Porter’s argument turns toward issues like evolution and general relatively (Einstein’s theory) as examples of how beliefs and interests affect a person’s willingness to adopt a scientific proposition. No doubt that this is true, but it’s not equally true or consequential for every possible scientific theory or decision based on a theory. For instance, Christian fundamentalists question or deny the theory of evolution because it conflicts with a literal reading of the Bible. Porter compares this with those on the left “who said scientists either disagreed or were divided on the safety of storing nuclear waste”, suggesting that this, too, is a belief motivated by bias against science based on some other beliefs. Porter ignores the 35% of members surveyed by the American Association for the Advancement of Science referenced earlier who didn’t support building more nuclear plants—or are those scientists “the left” in that group who are subject to reactionary taboos?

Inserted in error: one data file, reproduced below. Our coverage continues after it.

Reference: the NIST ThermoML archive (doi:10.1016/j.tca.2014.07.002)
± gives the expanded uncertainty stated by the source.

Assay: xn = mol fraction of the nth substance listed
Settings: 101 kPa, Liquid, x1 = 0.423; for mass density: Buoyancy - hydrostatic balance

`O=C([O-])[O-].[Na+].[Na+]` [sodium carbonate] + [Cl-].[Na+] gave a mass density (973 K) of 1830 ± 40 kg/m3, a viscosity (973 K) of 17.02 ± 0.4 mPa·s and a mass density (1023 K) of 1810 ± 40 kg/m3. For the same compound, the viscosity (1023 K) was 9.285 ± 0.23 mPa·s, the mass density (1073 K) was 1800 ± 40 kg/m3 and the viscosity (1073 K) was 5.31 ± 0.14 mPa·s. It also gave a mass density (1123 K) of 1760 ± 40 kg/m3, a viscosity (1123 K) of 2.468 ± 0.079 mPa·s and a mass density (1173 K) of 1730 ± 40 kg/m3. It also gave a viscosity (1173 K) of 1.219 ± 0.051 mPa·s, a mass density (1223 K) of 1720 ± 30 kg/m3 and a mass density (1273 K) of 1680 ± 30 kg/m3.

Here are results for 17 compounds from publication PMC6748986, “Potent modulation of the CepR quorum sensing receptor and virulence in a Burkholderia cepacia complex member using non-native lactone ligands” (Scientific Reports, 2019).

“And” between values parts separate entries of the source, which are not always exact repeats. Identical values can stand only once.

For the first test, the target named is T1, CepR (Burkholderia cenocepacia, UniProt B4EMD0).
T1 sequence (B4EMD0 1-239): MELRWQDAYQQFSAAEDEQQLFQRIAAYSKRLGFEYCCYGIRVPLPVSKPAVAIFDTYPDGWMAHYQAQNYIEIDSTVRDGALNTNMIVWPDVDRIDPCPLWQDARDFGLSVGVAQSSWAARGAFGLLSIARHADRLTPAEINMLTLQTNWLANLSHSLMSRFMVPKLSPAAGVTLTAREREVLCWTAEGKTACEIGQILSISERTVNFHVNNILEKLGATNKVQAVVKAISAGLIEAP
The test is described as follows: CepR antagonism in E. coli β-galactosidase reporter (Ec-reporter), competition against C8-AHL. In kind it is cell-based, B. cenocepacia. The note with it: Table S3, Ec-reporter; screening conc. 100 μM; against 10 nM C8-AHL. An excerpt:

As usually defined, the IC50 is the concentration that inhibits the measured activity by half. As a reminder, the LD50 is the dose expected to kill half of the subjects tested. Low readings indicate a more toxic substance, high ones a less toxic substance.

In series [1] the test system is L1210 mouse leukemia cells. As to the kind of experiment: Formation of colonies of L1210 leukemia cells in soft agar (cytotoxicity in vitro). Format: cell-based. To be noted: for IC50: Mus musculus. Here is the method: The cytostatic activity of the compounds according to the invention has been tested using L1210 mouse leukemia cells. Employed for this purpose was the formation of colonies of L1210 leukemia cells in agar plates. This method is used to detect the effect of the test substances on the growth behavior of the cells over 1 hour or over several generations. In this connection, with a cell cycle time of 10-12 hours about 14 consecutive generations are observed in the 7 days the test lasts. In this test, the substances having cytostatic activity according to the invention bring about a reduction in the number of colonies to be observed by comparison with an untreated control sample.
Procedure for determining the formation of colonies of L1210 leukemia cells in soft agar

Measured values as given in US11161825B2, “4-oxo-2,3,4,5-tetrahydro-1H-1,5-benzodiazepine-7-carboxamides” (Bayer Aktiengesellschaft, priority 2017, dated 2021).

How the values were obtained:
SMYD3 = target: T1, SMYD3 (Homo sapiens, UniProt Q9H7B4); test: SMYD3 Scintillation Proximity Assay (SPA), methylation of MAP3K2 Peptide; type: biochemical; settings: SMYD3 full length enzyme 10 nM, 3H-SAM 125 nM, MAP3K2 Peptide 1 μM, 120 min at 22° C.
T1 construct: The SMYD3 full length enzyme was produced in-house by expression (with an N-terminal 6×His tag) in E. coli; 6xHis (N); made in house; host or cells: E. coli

In another balancing point, Porter notes that the right favors smaller government and free enterprise and are therefore motivated to deny climate change because doing so would require a modification of those ideological beliefs. Fair enough, but then look at the other side:
On the left, by contrast, people tend to mistrust corporations — especially big ones — as corrupt and destructive. These are the institutions bringing us both nuclear power and genetically modified agriculture.